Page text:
Reaching Your Cholesterol Targets

Do You Know All Your Cholesterol Numbers?

A fasting cholesterol test provides you with a variety of measures that offer a view into your heart health. For many people, evaluating LDL (the "bad cholesterol"), HDL (the "good cholesterol") and triglycerides separately is recommended. Take a deeper look at the numbers ›

LDL Cholesterol: How Low Should You Go?

At one time, a "desirable" blood level of low-density lipoprotein (LDL, the so-called "bad" cholesterol) was 130 milligrams per deciliter (mg/dL). Today, information suggests the new "desirable" level should be half that. This has doctors and the rest of us wondering: how low should we go with LDL?

Stepping Up Your HDL Game

The surprising truth is that many people with low LDL levels (the "bad" cholesterol) still have heart attacks and strokes.  So there is a good bit of interest in tinkering with HDL levels (the “good" cholesterol). Learn why a higher number is better than a lower one when it comes to HDL

Take the Cholesterol Quiz

Test your cholesterol smarts with this 8 question quiz.

The Truth About Triglycerides

Triglycerides are measured when you get a cholesterol test.  High triglycerides increase the likelihood of developing heart disease even when cholesterol levels are normal, especially in postmenopausal women. Get the lowdown on lowering triglycerides, the “forgotten fat”

Treating High Cholesterol

Although healthy lifestyle changes are enough for some people to manage cholesterol, others need cholesterol-lowering medication. Read up on the 5 main types of cholesterol medications ›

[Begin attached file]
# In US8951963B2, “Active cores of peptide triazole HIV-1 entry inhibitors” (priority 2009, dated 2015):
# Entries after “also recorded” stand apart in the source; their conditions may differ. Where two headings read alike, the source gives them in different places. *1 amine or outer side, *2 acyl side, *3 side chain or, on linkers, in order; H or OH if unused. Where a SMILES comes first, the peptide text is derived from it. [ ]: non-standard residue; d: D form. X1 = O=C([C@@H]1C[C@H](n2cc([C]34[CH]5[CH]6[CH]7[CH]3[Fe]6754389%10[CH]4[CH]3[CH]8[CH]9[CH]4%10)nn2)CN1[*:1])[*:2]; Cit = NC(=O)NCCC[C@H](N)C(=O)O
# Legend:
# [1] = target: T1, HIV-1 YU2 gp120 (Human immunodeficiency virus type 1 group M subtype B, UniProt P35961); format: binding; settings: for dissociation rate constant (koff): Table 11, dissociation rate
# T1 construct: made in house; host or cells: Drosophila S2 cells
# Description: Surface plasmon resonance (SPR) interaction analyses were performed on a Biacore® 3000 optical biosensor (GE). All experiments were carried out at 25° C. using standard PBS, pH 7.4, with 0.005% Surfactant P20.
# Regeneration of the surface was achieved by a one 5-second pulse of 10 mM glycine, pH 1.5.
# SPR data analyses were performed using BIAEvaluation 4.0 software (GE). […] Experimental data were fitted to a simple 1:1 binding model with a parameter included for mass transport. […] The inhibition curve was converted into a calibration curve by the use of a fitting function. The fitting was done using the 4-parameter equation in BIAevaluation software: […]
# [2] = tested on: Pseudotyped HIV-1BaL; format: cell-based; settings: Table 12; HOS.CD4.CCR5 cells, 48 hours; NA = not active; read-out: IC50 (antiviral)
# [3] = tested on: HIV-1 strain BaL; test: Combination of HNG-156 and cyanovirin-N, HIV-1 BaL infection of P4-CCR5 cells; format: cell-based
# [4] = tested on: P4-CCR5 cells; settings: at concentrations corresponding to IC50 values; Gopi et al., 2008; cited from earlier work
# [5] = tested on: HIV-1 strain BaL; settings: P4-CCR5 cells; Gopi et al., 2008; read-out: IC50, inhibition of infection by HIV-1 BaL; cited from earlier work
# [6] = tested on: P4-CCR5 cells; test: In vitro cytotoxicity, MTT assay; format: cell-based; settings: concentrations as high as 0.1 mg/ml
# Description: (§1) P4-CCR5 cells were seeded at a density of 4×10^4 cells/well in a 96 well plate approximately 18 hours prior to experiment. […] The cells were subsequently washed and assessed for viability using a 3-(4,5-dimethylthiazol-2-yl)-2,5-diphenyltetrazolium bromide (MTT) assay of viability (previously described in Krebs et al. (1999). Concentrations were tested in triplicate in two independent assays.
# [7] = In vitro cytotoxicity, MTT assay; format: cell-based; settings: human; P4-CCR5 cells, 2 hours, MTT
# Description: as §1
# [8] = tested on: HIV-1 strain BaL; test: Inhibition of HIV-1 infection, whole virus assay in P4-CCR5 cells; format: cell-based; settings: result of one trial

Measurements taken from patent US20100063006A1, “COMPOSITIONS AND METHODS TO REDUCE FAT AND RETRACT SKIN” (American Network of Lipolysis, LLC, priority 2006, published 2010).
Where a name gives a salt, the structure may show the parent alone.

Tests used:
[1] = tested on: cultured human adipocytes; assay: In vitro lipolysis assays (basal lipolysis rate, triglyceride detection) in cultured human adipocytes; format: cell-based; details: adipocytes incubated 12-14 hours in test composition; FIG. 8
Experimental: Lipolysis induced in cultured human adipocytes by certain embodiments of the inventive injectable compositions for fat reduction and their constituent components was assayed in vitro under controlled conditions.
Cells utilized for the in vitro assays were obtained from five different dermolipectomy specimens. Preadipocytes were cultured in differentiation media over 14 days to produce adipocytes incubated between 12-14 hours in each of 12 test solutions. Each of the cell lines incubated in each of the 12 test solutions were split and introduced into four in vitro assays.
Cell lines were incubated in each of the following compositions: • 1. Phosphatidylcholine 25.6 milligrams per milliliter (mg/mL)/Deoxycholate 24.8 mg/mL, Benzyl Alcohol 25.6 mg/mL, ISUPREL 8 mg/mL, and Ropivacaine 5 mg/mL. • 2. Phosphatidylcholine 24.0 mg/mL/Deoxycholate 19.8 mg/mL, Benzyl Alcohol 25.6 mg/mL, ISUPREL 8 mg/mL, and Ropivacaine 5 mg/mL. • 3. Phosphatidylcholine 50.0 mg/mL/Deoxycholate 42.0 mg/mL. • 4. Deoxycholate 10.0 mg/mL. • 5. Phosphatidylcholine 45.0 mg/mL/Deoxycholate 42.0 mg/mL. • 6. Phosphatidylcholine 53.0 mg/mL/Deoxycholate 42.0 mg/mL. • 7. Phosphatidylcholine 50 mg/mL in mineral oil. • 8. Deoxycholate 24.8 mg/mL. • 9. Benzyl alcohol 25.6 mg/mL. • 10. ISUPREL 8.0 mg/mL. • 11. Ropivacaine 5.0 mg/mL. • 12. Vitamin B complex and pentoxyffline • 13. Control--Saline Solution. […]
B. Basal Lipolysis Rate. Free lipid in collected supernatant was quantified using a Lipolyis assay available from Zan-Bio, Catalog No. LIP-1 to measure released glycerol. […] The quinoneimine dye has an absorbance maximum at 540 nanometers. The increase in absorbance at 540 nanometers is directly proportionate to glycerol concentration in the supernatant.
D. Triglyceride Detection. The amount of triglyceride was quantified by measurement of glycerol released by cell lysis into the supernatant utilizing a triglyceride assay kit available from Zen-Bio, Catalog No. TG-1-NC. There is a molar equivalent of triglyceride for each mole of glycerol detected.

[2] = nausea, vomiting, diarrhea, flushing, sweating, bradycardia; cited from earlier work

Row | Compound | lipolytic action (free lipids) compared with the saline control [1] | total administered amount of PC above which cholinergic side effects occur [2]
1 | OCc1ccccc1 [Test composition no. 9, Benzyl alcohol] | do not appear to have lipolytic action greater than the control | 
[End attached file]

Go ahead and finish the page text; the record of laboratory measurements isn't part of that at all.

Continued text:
Good Habits for Life

Boosting your "good" HDL cholesterol isn't as easy as lowering LDL cholesterol, but there are a number of ways to make improvements. What to do about low HDL ›

Reference: Cholesterol section on Better Medicine

This content is created or selected by the HealthGrades editorial team and is funded by an advertising sponsor. The content is subject to the HealthGrades medical review process for accuracy, balance and objectivity. The content is not edited or otherwise influenced by the advertisers appearing on this page except with the possible suggestion of the broad topic area. For more information, read the HealthGrades advertising policy.

Social Spotlight on Cholesterol

Did You Know?

View Source

An HDL level less than 40 mg/dL is low and is considered a major risk factor because it increases your risk for developing heart disease.